Many of our most special memories come from spending time with our families over the holidays.
We remember the dinners, gifts, songs and jokes we shared. Wonderful testimonials to these unique moments are the photos we will treasure for ever.
The MyHeritage team
What is it about holiday music? Those catchy tunes we can’t get out of our head? The musical notes that bring us back to earlier times?
It really doesn’t matter if the listener celebrates Christmas, Chanukah or Kwanza; that winter music - religious or secular - just gets deep inside our bones. Important family events take place at the holidays, and a particular song may bring back all kinds of warm, fuzzy memories.
A favorite of mine is "Sleigh Ride," in the instrumental version by Arthur Fiedler and the Boston Pops Orchestra.
Written by Leroy Anderson in 1948, Mitchell Paris added the lyrics in 1950. Here's the story behind the song. It is considered one of the top 10 most popular Christmas songs ever, even though the holiday is never mentioned in the lyrics.
It's also a great opportunity to make family history discoveries. Ask your relatives about their lives, and the lives of their parents. Asking about past family Thanksgiving celebrations can be an enjoyable conversation for all the family where you can learn how your ancestors celebrated and discover other unknown information.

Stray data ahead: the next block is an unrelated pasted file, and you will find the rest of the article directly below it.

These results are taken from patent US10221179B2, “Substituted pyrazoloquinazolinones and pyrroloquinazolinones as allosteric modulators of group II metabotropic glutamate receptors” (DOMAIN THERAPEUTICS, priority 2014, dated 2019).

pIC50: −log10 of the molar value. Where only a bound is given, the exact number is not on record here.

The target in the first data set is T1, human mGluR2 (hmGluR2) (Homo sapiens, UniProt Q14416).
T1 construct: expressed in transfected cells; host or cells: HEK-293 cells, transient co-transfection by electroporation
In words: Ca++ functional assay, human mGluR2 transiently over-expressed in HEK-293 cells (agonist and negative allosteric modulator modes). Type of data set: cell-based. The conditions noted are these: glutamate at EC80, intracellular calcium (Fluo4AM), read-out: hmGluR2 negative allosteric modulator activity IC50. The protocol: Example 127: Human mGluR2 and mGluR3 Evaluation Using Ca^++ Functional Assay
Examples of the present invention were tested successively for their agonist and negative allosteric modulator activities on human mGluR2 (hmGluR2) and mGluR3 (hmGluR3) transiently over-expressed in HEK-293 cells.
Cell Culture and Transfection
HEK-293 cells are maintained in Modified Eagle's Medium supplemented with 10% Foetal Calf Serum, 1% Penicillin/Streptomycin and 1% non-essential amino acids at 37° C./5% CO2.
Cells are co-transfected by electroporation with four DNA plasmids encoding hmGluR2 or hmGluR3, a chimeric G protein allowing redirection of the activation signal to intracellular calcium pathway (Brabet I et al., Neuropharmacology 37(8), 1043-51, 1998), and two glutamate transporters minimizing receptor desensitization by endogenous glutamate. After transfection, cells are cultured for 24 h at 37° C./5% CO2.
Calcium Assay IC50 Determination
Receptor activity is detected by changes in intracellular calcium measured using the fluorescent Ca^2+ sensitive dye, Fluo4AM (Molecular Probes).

Try and use the time when the family is all together to share with them what you've discovered about your collective family history. Who knows, perhaps you'll get a piece of information that will help you break down a brick wall in your research.
We tend to associate childhood memories with holidays and summer vacations. Adults keep looking for those desserts, but chefs today are reinterpreting that nostalgia.
Thanksgiving is just around the corner and that means pumpkin pie. For many, it might be the only time we eat veggies in a dessert. In the US’s deep south, sweet potato pie is a favorite. We also know about zucchini bread and carrot cake, as well, but talented chefs are branching out.
This wonderful family holiday is celebrated by Americans around the world, no matter where they live. It's the time for families to get together and share a delicious feast. The day often includes watching football on TV and planning for “Black Friday” shopping deals!